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Fleas are irritating—not only for pets but also for people. If you have fleas in the house, you can usually expect some itching, as well as unwelcome red bumps on the skin. But since pests carry disease, the problem can be more than merely annoying. To get rid of fleas in the house, address the issue from a number of angles by cleaning your pets, your pets’ bedding, and the most flea-vulnerable surfaces around your home. Follow the steps outlined below in order to be successful.
Though they may be present in your carpeting, fleas prefer to live on a host—namely, your pet. So to completely get rid of fleas in the house, start with treating your dog or cat. Whether it’s a dip or tablet, there are many readily available products designed for the purpose. Timing is key: Administer the treatment on the same day that you de-flea your house. In addition, dispose of the bedding your flea-ridden pet has been using. Place the bed in a trash bag, seal it, and take it outside immediately.
If your pet frequently sleeps on your bed, toss your own bedding directly into the washing machine. Next, get out your vacuum and throughly go over the entire house, paying special attention to areas under and behind the furniture. Also be sure to vacuum the furniture itself, as fleas often hide in upholstered sofas and chairs. In corners, use the vacuum nozzle attachment. Be aware that in the process of vacuuming, disturbed by the vibrating machine, fleas may actually emerge.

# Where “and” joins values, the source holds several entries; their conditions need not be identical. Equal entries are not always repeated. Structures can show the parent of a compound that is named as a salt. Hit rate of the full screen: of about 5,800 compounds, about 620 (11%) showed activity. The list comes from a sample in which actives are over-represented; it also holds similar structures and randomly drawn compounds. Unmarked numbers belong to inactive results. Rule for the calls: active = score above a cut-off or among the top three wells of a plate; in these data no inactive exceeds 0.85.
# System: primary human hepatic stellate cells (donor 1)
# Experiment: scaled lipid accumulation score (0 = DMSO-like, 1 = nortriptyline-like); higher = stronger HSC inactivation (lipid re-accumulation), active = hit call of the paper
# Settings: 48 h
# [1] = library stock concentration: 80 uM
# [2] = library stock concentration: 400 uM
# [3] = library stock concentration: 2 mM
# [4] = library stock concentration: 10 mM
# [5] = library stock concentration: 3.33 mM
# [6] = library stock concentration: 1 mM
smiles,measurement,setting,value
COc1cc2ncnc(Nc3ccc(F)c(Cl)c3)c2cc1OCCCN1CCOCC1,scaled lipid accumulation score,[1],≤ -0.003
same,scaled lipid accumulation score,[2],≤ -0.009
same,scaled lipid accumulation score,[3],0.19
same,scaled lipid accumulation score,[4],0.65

Very important: Once you’ve finished vacuuming, take the machine outside and empty it there. Seal the vacuum cleaner bag or its contents in a trash bag, seal it, and leave the bag safely outside your home.
Choose an insecticide that contains an insect growth regulator (ICR). These are chemicals (e.g., methoprene and pyriproxyfen) that prevent fleas from reproducing. Treat all soft surfaces, including carpeting, with the insecticide. Then keep pets and family members away from the treated areas for at least a few hours, until the insecticide has dried. Ventilate by opening doors and/or windows.
Some fleas may survive the insecticide. A week or two after treatment, you may find that fleas have returned. If so, vacuum the entire house once more, again taking care to empty the machine outside. You may also consider using flea traps to vanquish the remaining pests. Try mixing a bit of dish soap into a bowl of water; the mixture kills any fleas that fall in. Place bowls near the light sources that attract fleas. Likely targets are the lamps in the same room as your pet’s preferred sleeping area.
Preventing Future Infestations
It’s equally important to prevent fleas from returning. Here are a few tips to help you make your house—and your pets—inhospitable to a flea renaissance.
• If your pet seems itchy, put on a flea collar or administer a gel treatment. You must act fast, before the fleas migrate from your pet to the carpeting and furniture in your home. Watch Fluffy and Fido closely!
• Fleas dislike sun, so consider restricting your pets to those areas that receive a lot of light during the day. If impossible, keep in mind that there are flea-targeting insecticides formulated for use outdoors.
• Tiny and able to fit through the smallest cracks, fleas are an enemy of homes with many air leaks. Caulk as many holes and gaps in your house as you can.